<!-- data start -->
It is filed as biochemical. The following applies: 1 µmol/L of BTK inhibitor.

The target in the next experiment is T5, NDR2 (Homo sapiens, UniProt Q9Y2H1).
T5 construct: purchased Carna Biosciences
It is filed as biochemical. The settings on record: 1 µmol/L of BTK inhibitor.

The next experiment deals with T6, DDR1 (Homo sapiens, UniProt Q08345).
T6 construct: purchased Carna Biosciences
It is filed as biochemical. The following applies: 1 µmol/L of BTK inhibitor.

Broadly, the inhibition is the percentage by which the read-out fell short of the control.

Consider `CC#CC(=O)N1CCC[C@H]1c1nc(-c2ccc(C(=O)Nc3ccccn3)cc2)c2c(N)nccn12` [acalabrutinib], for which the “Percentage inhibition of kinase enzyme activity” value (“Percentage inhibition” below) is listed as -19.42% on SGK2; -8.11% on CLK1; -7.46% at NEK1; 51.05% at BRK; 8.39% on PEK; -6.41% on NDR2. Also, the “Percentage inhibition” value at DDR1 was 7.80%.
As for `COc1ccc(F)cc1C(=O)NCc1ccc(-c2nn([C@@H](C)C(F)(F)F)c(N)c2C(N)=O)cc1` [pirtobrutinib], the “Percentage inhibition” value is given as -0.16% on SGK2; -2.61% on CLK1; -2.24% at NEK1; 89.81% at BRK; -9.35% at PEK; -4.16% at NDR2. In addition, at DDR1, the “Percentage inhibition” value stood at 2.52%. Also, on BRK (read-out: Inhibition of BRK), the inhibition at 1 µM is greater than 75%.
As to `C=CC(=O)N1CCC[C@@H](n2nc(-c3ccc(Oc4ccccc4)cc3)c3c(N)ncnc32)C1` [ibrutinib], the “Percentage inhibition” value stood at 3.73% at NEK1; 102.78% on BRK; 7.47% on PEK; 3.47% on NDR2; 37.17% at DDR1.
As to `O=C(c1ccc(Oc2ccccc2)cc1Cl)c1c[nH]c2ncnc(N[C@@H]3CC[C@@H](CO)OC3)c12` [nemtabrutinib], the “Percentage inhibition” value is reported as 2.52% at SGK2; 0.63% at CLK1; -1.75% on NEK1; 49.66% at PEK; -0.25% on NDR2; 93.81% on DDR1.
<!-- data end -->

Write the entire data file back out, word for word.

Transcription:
It is filed as biochemical. The following applies: 1 µmol/L of BTK inhibitor.

The target in the next experiment is T5, NDR2 (Homo sapiens, UniProt Q9Y2H1).
T5 construct: purchased Carna Biosciences
It is filed as biochemical. The settings on record: 1 µmol/L of BTK inhibitor.

The next experiment deals with T6, DDR1 (Homo sapiens, UniProt Q08345).
T6 construct: purchased Carna Biosciences
It is filed as biochemical. The following applies: 1 µmol/L of BTK inhibitor.

Broadly, the inhibition is the percentage by which the read-out fell short of the control.

Consider `CC#CC(=O)N1CCC[C@H]1c1nc(-c2ccc(C(=O)Nc3ccccn3)cc2)c2c(N)nccn12` [acalabrutinib], for which the “Percentage inhibition of kinase enzyme activity” value (“Percentage inhibition” below) is listed as -19.42% on SGK2; -8.11% on CLK1; -7.46% at NEK1; 51.05% at BRK; 8.39% on PEK; -6.41% on NDR2. Also, the “Percentage inhibition” value at DDR1 was 7.80%.
As for `COc1ccc(F)cc1C(=O)NCc1ccc(-c2nn([C@@H](C)C(F)(F)F)c(N)c2C(N)=O)cc1` [pirtobrutinib], the “Percentage inhibition” value is given as -0.16% on SGK2; -2.61% on CLK1; -2.24% at NEK1; 89.81% at BRK; -9.35% at PEK; -4.16% at NDR2. In addition, at DDR1, the “Percentage inhibition” value stood at 2.52%. Also, on BRK (read-out: Inhibition of BRK), the inhibition at 1 µM is greater than 75%.
As to `C=CC(=O)N1CCC[C@@H](n2nc(-c3ccc(Oc4ccccc4)cc3)c3c(N)ncnc32)C1` [ibrutinib], the “Percentage inhibition” value stood at 3.73% at NEK1; 102.78% on BRK; 7.47% on PEK; 3.47% on NDR2; 37.17% at DDR1.
As to `O=C(c1ccc(Oc2ccccc2)cc1Cl)c1c[nH]c2ncnc(N[C@@H]3CC[C@@H](CO)OC3)c12` [nemtabrutinib], the “Percentage inhibition” value is reported as 2.52% at SGK2; 0.63% at CLK1; -1.75% on NEK1; 49.66% at PEK; -0.25% on NDR2; 93.81% on DDR1.